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I noticed that when linking a project using G++, if there are functions that are declared, but not implemented, there are no errors, unless I try to call them.

Q1: Is it possible to enable an error (or at least warning) if a function is declared but not implemented?

Q2: Why this behavior?

(Note: I am using G++ 4.7.0, ld 2.22 if that is the linker used by gcc, from the mingw package)

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up vote 3 down vote accepted

A2: An entity such as a non-inline function with external linkage can have zero or one definitions in a program. It is only required to have one definition if it is actually used (strictly odr-used) - e.g. by being called. g++ would be in error if it issued an error for an undefined function that wasn't used.

A1: So it is not possible (in a conforming way) to force this to be an error.

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So in other words, the linker only links functions that are called, not all functions that are declared? – Tibi Sep 5 '12 at 17:07
@Tibi: No, that's not necessarily true. The linker can retain functions that aren't called (assuming they have a definition) if it wants to. – Charles Bailey Sep 5 '12 at 17:09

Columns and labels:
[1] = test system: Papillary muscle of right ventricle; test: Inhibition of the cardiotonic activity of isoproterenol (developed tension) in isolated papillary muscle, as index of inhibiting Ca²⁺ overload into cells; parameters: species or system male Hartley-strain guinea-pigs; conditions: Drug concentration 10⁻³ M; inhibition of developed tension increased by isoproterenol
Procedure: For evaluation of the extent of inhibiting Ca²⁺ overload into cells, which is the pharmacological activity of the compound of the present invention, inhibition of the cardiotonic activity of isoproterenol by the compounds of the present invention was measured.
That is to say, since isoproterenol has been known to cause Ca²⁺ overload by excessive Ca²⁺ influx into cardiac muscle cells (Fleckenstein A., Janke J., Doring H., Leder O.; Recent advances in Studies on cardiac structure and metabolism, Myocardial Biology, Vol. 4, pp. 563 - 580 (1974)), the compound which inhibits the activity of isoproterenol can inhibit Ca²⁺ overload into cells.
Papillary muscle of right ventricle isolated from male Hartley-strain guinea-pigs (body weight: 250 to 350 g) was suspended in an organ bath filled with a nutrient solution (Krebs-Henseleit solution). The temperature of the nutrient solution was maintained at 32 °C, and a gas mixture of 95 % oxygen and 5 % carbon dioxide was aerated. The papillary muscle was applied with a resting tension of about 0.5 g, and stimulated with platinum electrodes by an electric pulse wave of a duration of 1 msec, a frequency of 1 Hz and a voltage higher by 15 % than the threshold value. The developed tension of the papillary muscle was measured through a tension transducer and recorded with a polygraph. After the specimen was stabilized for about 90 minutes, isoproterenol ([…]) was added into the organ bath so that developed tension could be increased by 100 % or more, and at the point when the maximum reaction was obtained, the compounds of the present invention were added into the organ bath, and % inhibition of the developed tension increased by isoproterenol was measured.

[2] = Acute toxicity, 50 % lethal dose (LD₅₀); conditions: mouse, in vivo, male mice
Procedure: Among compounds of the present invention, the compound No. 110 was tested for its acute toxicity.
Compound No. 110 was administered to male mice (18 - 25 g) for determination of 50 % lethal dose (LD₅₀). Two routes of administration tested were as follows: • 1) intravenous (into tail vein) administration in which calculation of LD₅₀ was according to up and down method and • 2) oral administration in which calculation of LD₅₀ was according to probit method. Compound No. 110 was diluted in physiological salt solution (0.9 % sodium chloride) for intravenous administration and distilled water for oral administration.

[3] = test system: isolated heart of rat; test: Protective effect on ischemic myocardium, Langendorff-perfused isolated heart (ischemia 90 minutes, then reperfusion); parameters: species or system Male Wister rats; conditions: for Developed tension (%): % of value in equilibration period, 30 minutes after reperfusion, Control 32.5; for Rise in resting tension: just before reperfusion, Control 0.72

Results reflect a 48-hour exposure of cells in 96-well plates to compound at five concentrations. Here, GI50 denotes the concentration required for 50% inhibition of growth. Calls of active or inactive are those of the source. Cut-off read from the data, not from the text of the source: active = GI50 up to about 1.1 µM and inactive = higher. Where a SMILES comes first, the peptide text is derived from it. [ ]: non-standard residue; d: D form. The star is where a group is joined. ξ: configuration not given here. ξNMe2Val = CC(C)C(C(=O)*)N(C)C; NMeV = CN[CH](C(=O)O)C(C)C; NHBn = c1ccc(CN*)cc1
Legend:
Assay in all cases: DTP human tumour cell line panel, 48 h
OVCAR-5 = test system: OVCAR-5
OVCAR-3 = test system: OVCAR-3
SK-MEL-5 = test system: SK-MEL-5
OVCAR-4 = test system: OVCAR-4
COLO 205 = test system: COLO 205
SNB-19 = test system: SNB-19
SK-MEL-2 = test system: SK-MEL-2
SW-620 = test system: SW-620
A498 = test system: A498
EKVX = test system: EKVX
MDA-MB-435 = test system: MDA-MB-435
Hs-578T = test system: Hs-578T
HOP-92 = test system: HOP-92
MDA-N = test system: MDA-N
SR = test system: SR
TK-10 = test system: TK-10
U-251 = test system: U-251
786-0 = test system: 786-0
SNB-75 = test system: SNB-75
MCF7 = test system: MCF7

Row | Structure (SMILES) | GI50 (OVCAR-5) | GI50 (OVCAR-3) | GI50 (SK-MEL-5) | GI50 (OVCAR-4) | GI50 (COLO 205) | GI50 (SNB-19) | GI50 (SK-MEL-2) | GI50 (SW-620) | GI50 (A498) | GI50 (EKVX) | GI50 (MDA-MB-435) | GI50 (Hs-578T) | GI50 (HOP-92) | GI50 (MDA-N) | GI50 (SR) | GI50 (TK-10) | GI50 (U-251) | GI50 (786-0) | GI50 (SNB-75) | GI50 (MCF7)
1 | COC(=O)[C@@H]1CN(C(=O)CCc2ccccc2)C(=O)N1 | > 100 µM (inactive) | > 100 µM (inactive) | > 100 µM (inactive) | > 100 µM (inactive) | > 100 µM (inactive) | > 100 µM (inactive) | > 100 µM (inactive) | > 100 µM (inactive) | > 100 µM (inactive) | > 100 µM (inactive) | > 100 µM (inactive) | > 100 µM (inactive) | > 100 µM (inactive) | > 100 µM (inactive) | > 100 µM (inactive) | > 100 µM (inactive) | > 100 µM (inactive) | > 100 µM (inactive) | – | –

Write unit tests. If a function isn't there, the code that tests it will fail.

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There is no way to get an error in a single compilation unit (at compilation time) if a function is only declared. Because that function could be defined in a different compilation unit.

You could (assuming a Linux system with plugins enabled in the compiler) write a GCC plugin, or better, a MELT extension (MELT is a high-level domain specific language to extend GCC), which for instance would make an array of pointers to every declared function (so, if the function is not defined, you'll get an error at link time). You could also make a MELT extension which warns for every undefined, but declared, function.

Also, there are sometimes good reasons to declare but not define a function, e.g. when it should be provided by a plugin, or another object or library.

Also, header files usually declare functions but don't define them. These functions are usually provided, at link time, by libraries.

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You can make the linker generate errors for unreferenced, undefined member functions by making them virtual. Obviously this has other implications so I would recommend using the preprocessor for this. Something like:

#define REQUIRE_DEF virtual

class myClass
    REQUIRE_DEF void someMethod();

You can periodically check that everything builds with TEST_COMPLETE_INTERFACE defined. This won't work for static methods or free functions.

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